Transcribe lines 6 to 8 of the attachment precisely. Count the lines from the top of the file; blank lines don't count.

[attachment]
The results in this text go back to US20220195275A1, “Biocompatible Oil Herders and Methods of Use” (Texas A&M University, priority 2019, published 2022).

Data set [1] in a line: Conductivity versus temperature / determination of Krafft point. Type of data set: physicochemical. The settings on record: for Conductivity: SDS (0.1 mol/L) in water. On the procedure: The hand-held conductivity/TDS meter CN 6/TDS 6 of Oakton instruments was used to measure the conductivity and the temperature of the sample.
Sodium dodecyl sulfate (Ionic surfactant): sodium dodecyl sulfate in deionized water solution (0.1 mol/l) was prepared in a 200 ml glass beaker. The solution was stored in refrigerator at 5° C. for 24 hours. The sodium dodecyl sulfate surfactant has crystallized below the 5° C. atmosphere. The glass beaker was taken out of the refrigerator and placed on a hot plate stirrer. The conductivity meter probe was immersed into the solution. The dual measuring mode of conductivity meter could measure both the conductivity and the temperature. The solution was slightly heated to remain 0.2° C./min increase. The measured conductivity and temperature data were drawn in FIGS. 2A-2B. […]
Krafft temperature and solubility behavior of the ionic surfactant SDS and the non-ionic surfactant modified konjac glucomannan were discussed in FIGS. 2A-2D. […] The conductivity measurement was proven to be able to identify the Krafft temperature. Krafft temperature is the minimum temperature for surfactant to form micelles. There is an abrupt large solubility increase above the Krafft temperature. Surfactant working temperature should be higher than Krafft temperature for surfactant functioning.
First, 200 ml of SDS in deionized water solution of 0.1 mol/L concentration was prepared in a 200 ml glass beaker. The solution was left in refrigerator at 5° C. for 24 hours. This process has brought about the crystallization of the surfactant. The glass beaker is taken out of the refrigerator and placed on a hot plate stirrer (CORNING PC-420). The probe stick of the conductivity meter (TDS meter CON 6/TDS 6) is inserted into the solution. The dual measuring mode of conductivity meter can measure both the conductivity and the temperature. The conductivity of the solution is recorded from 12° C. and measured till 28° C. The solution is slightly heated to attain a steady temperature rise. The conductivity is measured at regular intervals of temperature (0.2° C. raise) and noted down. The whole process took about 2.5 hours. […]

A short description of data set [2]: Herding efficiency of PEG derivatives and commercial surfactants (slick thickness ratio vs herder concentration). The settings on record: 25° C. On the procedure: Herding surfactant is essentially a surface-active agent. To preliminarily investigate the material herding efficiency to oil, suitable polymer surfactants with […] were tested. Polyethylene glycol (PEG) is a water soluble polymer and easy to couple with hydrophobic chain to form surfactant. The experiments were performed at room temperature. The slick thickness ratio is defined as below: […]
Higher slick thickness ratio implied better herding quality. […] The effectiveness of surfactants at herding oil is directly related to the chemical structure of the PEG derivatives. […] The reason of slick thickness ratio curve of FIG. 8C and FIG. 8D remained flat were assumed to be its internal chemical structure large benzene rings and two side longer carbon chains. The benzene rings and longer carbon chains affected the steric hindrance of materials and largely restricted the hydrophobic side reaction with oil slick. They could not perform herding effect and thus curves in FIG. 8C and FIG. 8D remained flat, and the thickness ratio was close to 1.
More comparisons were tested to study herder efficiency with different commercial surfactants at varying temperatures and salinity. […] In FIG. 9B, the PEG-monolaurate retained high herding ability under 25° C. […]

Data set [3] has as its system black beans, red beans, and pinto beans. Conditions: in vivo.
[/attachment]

A short description of data set [2]: Herding efficiency of PEG derivatives and commercial surfactants (slick thickness ratio vs herder concentration). The settings on record: 25° C. On the procedure: Herding surfactant is essentially a surface-active agent. To preliminarily investigate the material herding efficiency to oil, suitable polymer surfactants with […] were tested. Polyethylene glycol (PEG) is a water soluble polymer and easy to couple with hydrophobic chain to form surfactant. The experiments were performed at room temperature. The slick thickness ratio is defined as below: […]
Higher slick thickness ratio implied better herding quality. […] The effectiveness of surfactants at herding oil is directly related to the chemical structure of the PEG derivatives. […] The reason of slick thickness ratio curve of FIG. 8C and FIG. 8D remained flat were assumed to be its internal chemical structure large benzene rings and two side longer carbon chains. The benzene rings and longer carbon chains affected the steric hindrance of materials and largely restricted the hydrophobic side reaction with oil slick. They could not perform herding effect and thus curves in FIG. 8C and FIG. 8D remained flat, and the thickness ratio was close to 1.
More comparisons were tested to study herder efficiency with different commercial surfactants at varying temperatures and salinity. […] In FIG. 9B, the PEG-monolaurate retained high herding ability under 25° C. […]